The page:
Marking the Seams
Scondary-click on the plane and press Tab to enter edit mode. Click on the Edge select mode button.
Press A on the keyboard to deselect any selected edges.
Hold Shift and then secondary-click on the edges where the wing starts, one by one, to select them all.
Press Ctrl-E to bring out the Edges menu and click on Mark Seams.
You'll notice that the selected edges turns red. The seams are from where the mesh will get unstitched onto a flat UV map.
Select the bottom edges of the wing as shown in the image. Press Ctrl-E and click on Mark Seam.
Select the edge loop form where the tail wing starts. Hold Shift and then right click on the edges to select them. Press Ctrl-E and select Mark Seam.
Select the bottom edge of the wing from all sides. Hold Shift and then right click on the edges. Press Ctrl-E and click on Mark Seams.
Press A to deselect the edges. Select the front edge loop at the engine. You can hold Alt and secondary-click on any of the edge to select the edge loop. Press Ctrl-E and select Mark Seam.
Since the model actually half there is no need to mark the center loop as seam. You can preview the half model by clicking on the eye button to toggle on/off modifier preview in 3D view port.
Press Tab to exit edit mode. Secondary-click on the propeller object to select it.
Press Tab to enter edit mode. Secondary-click on the side edge and mark it seam.
Select the front edge loop (full circle) and mark it as seam. Secondary-click to select and Ctrl-E
to Mark seam.
Press Tab to exit edit mode. Secondary-click on the plane to select it.
UV Mapping the Model
Split the 3D viewport by dragging the corner with primary mouse button.
You'll now have two 3D viewports.
In one of the 3D viewport, click on the Editor type button and select UV/Image editor. The 3D viewport will change to UV editor.
- In 3D viewport, press 3 in the number pad to get into side view.
- With the plane selected, press Tab to enter edit mode.
- Press Ctrl-Tab and select Face select mode.
- Move the mouse over the main body of the plane and press L. This will select the main body mesh which is separated by the seams.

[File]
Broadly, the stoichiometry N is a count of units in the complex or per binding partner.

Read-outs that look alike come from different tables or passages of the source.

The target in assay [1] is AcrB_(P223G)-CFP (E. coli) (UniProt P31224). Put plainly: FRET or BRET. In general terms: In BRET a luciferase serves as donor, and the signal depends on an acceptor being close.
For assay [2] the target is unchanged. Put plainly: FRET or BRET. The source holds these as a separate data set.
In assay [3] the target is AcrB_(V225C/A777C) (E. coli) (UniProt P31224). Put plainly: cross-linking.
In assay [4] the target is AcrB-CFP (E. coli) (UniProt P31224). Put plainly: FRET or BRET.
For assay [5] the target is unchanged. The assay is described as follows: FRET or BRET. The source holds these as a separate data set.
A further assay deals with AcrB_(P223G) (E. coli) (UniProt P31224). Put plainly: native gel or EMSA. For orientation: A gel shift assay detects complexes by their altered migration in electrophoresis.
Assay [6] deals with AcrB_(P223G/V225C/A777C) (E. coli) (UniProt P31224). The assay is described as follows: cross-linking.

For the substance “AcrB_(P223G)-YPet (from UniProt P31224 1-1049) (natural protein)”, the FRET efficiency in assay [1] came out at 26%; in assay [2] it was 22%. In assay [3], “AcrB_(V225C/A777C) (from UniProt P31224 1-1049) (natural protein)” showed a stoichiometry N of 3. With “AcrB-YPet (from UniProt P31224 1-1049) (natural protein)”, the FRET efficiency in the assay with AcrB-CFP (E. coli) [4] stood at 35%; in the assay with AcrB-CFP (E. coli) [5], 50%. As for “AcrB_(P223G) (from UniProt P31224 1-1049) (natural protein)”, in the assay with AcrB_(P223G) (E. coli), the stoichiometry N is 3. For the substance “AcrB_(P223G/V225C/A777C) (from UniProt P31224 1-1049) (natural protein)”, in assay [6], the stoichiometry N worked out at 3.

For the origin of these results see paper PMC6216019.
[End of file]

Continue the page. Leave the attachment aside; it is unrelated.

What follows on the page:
- Press U on the keyboard to bring UV Mapping options.
- Select Project From View. This will unwrap the selected mesh as seen in the , onto the UV Editor.
In the UV Editor, hold Alt and then right click on the out edge of the mesh to select the edge loop.
Press S and then Y to scale it along the Y-axis to loosen it a bit form the rest of the mesh.
Select the individual vertices on the tail and move them away so that they don't over lap on any other vertices or edge. Do not move the inner vertices or edges. Only spread out the outer edge loop.
Similarly secondary-click on the vertices on the front part and then press G to move them away one by one.
In the 3D view port, press 7 on the number pad to get into top view.
Select Face Select mode.
Move the mouse over the wings top part and press L to select the mesh separated by the seam. Check from bottom. Nothing else is should be selected, only the top part of the wings.
In top view, with the wings selected, press U to bring out UV Mapping menu and select Project from View. The wings are now project on to the UV Editor.
Select the outer vertices and edges. Scale and move them away just a little bit so that they are not getting overlapped by other edges. .
In the 3D viewport, press Ctrl-7 to get into bottom view. Move the mouse over the wings and press L to select them one by one. Press U and select Project From View to unwrap them in the UV Editor.
In the UV Editor, press A to select all vertices of the wings and press G to move them away form the grid. I did this because the UV mesh of all mesh will land here and would overlap each other. So to avoid this move them from the default position.